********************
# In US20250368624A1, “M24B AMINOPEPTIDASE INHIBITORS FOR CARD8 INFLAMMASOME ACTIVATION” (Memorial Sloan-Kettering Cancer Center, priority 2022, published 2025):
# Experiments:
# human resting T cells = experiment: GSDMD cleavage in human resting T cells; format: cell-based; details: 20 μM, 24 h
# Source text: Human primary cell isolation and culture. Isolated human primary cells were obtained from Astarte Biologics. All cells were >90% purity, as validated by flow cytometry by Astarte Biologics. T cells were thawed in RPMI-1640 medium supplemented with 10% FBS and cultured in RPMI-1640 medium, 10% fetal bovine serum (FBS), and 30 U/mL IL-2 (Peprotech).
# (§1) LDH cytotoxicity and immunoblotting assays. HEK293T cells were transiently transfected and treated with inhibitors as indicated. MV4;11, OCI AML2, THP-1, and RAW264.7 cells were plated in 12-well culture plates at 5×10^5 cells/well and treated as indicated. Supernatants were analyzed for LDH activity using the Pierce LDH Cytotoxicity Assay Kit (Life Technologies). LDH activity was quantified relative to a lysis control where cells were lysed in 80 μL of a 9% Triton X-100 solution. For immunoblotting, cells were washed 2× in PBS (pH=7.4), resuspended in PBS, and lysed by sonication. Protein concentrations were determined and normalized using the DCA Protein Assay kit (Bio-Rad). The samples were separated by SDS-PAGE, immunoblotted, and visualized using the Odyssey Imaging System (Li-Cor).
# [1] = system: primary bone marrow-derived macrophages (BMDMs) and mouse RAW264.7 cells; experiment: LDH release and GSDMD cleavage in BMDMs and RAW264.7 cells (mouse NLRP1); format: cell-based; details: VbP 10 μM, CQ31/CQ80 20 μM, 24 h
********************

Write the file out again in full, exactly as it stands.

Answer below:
# In US20250368624A1, “M24B AMINOPEPTIDASE INHIBITORS FOR CARD8 INFLAMMASOME ACTIVATION” (Memorial Sloan-Kettering Cancer Center, priority 2022, published 2025):
# Experiments:
# human resting T cells = experiment: GSDMD cleavage in human resting T cells; format: cell-based; details: 20 μM, 24 h
# Source text: Human primary cell isolation and culture. Isolated human primary cells were obtained from Astarte Biologics. All cells were >90% purity, as validated by flow cytometry by Astarte Biologics. T cells were thawed in RPMI-1640 medium supplemented with 10% FBS and cultured in RPMI-1640 medium, 10% fetal bovine serum (FBS), and 30 U/mL IL-2 (Peprotech).
# (§1) LDH cytotoxicity and immunoblotting assays. HEK293T cells were transiently transfected and treated with inhibitors as indicated. MV4;11, OCI AML2, THP-1, and RAW264.7 cells were plated in 12-well culture plates at 5×10^5 cells/well and treated as indicated. Supernatants were analyzed for LDH activity using the Pierce LDH Cytotoxicity Assay Kit (Life Technologies). LDH activity was quantified relative to a lysis control where cells were lysed in 80 μL of a 9% Triton X-100 solution. For immunoblotting, cells were washed 2× in PBS (pH=7.4), resuspended in PBS, and lysed by sonication. Protein concentrations were determined and normalized using the DCA Protein Assay kit (Bio-Rad). The samples were separated by SDS-PAGE, immunoblotted, and visualized using the Odyssey Imaging System (Li-Cor).
# [1] = system: primary bone marrow-derived macrophages (BMDMs) and mouse RAW264.7 cells; experiment: LDH release and GSDMD cleavage in BMDMs and RAW264.7 cells (mouse NLRP1); format: cell-based; details: VbP 10 μM, CQ31/CQ80 20 μM, 24 h